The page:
revisiting mccabe & mrs. miller (robert altman, 1971)
music friday: rent

best teen shows

Each week, IndieWire "asks a select handful of TV critics two questions and publishes the results on Tuesday". (The second question is always "What is the best show currently on TV?") This week, the question was "What is your favorite teen show of all time? Why?"

Among the shows mentioned that I have spent some time with are Friday Night Lights, The Wire, Freaks and Geeks, My So-Called Life and Buffy the Vampire Slayer.

Daniel Fienberg had The Wire on his list, and he's taken a bit of flack for that on Twitter, but he makes the case that The Wire was multi-genre, that kids were always part of the story, and that Season Four most definitely featured teens.

The last three would be on my own list of finalists. Freaks and Geeks and My So-Called Life were early candidates for the Karen Sisco Award (which I hadn't invented yet), shows cancelled after one season despite being great. Buffy, of course, made up for it, getting seven seasons, although everyone graduated from high school at the end of Season Three. Buffy would be my obvious choice, since I taught a course on it at Cal that I think was the best course I ever created. A sample essay topic:

In the introduction to Fighting the Forces, Wilcox and Lavery claim that "quality TV aspires towards 'realism.'" arguing that Buffy the Vampire Slayer deals in "emotional realism." Discuss the presence or absence of "realism" in Buffy, using the episodes we have watched in class ("Angel," "I Robot, You Jane," and "Prophecy Girl") and/or any other episodes you may have viewed from Season One. For this essay, you might want to consider these questions: what does "realism" mean? How do the fantasy elements of Buffy influence the show's realism or lack of same? What is "emotional realism"?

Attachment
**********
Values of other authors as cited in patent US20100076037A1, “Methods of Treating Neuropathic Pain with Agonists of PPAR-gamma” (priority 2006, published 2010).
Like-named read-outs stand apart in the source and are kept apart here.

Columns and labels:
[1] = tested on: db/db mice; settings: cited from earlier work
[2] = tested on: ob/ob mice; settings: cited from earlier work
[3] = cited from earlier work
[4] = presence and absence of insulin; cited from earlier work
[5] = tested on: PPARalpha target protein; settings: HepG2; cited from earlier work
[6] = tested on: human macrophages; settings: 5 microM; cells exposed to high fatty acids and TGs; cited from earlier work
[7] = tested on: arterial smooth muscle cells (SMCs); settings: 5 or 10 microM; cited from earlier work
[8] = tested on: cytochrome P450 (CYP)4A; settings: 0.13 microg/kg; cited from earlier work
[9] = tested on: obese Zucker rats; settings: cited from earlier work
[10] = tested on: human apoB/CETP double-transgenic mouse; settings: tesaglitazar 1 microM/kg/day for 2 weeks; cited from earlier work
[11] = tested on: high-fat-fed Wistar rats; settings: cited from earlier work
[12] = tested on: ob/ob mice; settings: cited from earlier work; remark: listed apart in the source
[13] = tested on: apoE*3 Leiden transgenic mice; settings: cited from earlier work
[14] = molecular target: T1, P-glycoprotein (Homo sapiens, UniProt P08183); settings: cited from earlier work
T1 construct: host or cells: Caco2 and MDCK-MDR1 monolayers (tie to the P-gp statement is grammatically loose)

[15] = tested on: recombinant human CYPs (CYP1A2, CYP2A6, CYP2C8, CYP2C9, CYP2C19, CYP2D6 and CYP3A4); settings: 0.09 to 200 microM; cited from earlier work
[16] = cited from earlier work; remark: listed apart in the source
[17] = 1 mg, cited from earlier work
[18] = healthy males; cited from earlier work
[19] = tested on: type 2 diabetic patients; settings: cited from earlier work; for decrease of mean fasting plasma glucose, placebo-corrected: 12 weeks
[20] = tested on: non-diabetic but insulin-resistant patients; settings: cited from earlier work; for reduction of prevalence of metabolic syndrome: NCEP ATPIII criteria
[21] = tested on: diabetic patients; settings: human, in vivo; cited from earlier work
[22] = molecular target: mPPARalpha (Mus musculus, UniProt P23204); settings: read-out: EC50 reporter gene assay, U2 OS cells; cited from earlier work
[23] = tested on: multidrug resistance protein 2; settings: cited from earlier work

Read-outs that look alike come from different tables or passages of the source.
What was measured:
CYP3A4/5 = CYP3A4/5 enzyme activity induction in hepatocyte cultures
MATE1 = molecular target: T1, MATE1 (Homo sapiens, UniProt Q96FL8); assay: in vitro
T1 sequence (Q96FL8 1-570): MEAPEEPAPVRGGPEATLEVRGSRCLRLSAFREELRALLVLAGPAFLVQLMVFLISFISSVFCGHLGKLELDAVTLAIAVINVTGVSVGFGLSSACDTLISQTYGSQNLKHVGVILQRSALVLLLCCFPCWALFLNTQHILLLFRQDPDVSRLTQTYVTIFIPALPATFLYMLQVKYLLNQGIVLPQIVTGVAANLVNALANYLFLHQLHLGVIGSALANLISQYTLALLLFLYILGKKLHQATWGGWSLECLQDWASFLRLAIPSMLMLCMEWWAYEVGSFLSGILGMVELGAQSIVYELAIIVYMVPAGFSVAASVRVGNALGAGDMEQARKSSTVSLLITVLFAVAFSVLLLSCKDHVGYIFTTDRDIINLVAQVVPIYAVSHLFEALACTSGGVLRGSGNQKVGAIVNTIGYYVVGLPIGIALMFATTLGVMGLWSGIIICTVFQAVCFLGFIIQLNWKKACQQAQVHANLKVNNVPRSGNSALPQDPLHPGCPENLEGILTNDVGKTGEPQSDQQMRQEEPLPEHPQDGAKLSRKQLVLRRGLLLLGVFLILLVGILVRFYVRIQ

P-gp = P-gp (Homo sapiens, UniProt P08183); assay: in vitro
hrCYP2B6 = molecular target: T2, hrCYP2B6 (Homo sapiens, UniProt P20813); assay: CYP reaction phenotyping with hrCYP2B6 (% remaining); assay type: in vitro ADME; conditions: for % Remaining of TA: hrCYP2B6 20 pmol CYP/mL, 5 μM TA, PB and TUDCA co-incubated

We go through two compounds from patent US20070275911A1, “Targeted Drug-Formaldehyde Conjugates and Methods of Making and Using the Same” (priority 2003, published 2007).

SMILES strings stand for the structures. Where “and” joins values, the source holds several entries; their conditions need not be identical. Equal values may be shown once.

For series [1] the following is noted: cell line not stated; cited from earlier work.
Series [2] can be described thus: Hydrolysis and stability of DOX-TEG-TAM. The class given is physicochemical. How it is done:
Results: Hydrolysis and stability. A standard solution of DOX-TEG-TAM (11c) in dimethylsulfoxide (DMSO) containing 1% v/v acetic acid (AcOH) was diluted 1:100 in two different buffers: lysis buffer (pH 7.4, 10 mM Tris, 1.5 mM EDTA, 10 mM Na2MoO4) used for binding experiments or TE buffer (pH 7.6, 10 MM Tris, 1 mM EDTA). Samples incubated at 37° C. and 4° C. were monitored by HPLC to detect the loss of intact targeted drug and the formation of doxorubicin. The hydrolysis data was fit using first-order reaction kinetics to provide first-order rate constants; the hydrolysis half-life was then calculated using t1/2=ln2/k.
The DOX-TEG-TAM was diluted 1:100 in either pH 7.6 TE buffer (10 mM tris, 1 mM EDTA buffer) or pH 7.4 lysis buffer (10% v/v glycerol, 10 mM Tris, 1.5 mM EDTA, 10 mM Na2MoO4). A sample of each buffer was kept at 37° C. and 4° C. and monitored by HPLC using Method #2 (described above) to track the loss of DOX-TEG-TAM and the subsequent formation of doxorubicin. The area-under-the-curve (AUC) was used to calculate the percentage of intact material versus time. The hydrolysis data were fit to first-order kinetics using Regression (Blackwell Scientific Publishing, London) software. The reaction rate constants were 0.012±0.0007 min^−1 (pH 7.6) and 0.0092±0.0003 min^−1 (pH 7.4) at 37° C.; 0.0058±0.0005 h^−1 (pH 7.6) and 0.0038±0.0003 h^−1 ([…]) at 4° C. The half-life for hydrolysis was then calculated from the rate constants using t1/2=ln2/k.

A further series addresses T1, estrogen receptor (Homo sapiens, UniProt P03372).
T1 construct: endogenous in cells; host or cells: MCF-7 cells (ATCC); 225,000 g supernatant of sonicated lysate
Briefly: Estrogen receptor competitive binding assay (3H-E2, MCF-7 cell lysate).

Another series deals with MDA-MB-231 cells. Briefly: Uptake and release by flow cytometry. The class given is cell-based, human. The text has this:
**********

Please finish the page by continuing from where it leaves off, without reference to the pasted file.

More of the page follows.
There were a couple of other shows I might have included (I'm sure I'm forgetting something). Two episodes is too soon to tell, but Euphoria is at least getting talked about. Sweet/Vicious was another "Karen Sisco" show that I loved. I liked 13 Reasons Why, but I thought one season was enough and so I haven't kept up. The 100 is my current fave, but it suffers a bit from Buffy syndrome, in that it has lasted long enough (currently in Season Six, with a seventh already announced) that the teens are grownups now. Unlike Buffy, they don't graduate from high school. But there is a jump of six years at the end of Season Four, and there is another jump at the end of Season Five (125 years this time, although the characters were in "cryosleep" during that time and so didn't age physically).

My list is affected by my age ... I was already in my mid-40s when Buffy began. None of these, therefore, are teen shows I experienced when I was a teen. (Don't know what my favorite teen show of the 60s was ... Shindig?)

What the heck, I'll rank my choices. A couple of comments. Claire Danes as Angela Chase in My So-Called Life was REAL ... she was also basically the same age as her character, which isn't always the case with teen shows. Freaks and Geeks may be the all-time Before They Were Famous show. And there are people to this day who refuse to watch The 100 after Season 3 Episode 7. At least, that's what they said at the time.

5. Sweet/Vicious

4. My So-Called Life

3. The 100

2. Freaks and Geeks

1. Buffy the Vampire Slayer


Steven Rubio

Not exactly reconsidering the above, but the students on Sweet/Vicious were in college, not high school, so it's possible they weren't teens. Still, I never miss a chance to promote that show, so I'm not too bothered.

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